For once, Facebook and Twitter didn't keep invoking AI as a cure-all

Artificial intelligence got only a few passing mentions, unlike the last few times the tech industry faced Congress.

Roger Cheng Former Executive Editor / Head of News
Roger Cheng (he/him/his) was the executive editor in charge of CNET News, managing everything from daily breaking news to in-depth investigative packages. Prior to this, he was on the telecommunications beat and wrote for Dow Jones Newswires and The Wall Street Journal for nearly a decade and got his start writing and laying out pages at a local paper in Southern California. He's a devoted Trojan alum and thinks sleep is the perfect -- if unattainable -- hobby for a parent.
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Roger Cheng
2 min read

Facebook Chief Operating Officer Sheryl Sandberg speaks before the Senate Intelligence Committee. 

Screenshot by Roger Cheng/CNET

After playing a starring role at prior face-offs between Congress and the tech industry, artificial intelligence merely warranted a cameo in the latest round. 

In the more than two and a half hours of testimony from Facebook Chief Operating Officer Sheryl Sandberg and Twitter CEO Jack Dorsey (Google was a no-show) before the Senate Intelligence Committee on Wednesday, the term AI specifically mentioned once, with a handful of references to machine learning or bots. 

That stands in contrast with November, when Congress grilled executives from Facebook, Twitter and Google about Russian influence, as well as Facebook CEO Mark Zuckerberg's testimony before Congress over the Cambridge Analytica scandal, when AI was invoked as a sort of catch-all for the myriad of problems plaguing these social networks. 

Watch this: Senate takes on deep fakes with Sheryl Sandberg and Jack Dorsey

But Wednesday's session between Dorsey and Sandberg and the senators was far less combative and more collegial. Questions ranged from a look at the value of a customer's data to the tension between authentic and misleading information.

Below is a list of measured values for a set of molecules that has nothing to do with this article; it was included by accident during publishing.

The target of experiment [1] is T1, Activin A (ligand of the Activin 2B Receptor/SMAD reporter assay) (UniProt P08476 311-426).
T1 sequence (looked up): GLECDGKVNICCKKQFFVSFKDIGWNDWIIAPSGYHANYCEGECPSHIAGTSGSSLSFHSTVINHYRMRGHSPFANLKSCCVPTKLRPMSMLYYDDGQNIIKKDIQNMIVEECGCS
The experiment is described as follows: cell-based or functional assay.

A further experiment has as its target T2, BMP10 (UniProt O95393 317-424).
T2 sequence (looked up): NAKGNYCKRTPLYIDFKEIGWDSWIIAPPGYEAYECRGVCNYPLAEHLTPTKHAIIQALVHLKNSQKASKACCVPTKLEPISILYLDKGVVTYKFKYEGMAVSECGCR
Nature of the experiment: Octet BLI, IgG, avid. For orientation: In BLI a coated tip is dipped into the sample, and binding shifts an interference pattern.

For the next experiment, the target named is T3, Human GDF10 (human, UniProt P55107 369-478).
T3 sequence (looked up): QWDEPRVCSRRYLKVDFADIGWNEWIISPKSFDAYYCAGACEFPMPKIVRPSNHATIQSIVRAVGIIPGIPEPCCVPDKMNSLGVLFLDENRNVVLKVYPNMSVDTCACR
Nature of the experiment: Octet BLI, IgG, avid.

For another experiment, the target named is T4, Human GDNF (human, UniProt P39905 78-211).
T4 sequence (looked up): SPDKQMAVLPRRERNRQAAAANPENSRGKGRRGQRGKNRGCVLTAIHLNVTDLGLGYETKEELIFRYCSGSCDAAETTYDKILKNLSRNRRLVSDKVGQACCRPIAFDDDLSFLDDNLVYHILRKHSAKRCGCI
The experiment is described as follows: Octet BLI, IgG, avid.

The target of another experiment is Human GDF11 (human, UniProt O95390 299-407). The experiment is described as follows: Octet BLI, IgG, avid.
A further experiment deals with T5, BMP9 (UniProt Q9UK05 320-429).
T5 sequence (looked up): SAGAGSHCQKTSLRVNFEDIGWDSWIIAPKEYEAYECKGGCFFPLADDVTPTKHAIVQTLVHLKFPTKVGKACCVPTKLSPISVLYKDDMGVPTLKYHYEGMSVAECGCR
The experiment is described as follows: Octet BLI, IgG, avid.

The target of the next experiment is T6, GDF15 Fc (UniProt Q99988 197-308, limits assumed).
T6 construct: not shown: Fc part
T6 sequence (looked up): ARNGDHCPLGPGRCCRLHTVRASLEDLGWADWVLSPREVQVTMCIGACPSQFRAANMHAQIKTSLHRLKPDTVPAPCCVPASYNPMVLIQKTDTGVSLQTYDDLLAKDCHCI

The temptation would be to mention AI, a system that can learn to identify potential fake news and squash at a scale that even an army of humans couldn't match. Zuckerberg in particular drew some criticism for over-using the term AI, which is both vague and highly technical, as a panacea for many problems facing the social networks. 

Both executives were more restrained. Dorsey mentioned AI once when discussing how the company is figuring out how to track certain kinds of behavior. Sandberg didn't explicitly say AI, but referenced machine learning a handful of times, specifically to identify fake accounts, as well as deepfakes, or fake videos that look stunningly genuine. 

Sen. Jack Reed, a Democrat from Rhode Island, referenced bots when asking about labeling fake accounts. Dorsey said he would consider identifying and labeling certain accounts as "bots," but didn't want to leave the impression that accounts without that label were automatically human. 

"You can't have people assume everyone else is not a bot," Dorsey said. 

During the second session with the House Committee on Energy and Commerce, Dorsey was specifically asked about the use of AI. He noted that the application of AI at scale is new, and that the company is starting to learn how to use it. He also talked about the need to explain and offer context around some of the decisions of these algorithms. 

"We are offloading more and more of these decisions to this technology," he said. 

Update, 1:36 p.m. PT: To include additional comments from Dorsey.

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